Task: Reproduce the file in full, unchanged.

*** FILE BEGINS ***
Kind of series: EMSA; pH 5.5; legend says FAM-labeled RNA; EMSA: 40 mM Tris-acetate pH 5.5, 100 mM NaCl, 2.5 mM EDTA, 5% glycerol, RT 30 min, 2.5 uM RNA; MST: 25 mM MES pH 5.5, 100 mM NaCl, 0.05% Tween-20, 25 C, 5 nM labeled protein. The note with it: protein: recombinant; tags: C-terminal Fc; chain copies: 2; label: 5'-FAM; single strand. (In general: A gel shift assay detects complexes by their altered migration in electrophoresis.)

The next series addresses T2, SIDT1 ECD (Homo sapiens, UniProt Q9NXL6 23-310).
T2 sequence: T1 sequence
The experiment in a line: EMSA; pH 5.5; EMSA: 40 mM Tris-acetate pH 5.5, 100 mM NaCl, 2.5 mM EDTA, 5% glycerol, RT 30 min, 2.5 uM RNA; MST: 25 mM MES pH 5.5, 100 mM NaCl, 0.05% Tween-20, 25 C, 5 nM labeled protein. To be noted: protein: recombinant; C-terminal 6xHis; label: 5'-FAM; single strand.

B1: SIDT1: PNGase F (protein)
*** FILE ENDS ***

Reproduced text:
Kind of series: EMSA; pH 5.5; legend says FAM-labeled RNA; EMSA: 40 mM Tris-acetate pH 5.5, 100 mM NaCl, 2.5 mM EDTA, 5% glycerol, RT 30 min, 2.5 uM RNA; MST: 25 mM MES pH 5.5, 100 mM NaCl, 0.05% Tween-20, 25 C, 5 nM labeled protein. The note with it: protein: recombinant; tags: C-terminal Fc; chain copies: 2; label: 5'-FAM; single strand. (In general: A gel shift assay detects complexes by their altered migration in electrophoresis.)

The next series addresses T2, SIDT1 ECD (Homo sapiens, UniProt Q9NXL6 23-310).
T2 sequence: T1 sequence
The experiment in a line: EMSA; pH 5.5; EMSA: 40 mM Tris-acetate pH 5.5, 100 mM NaCl, 2.5 mM EDTA, 5% glycerol, RT 30 min, 2.5 uM RNA; MST: 25 mM MES pH 5.5, 100 mM NaCl, 0.05% Tween-20, 25 C, 5 nM labeled protein. To be noted: protein: recombinant; C-terminal 6xHis; label: 5'-FAM; single strand.

B1: SIDT1: PNGase F (protein)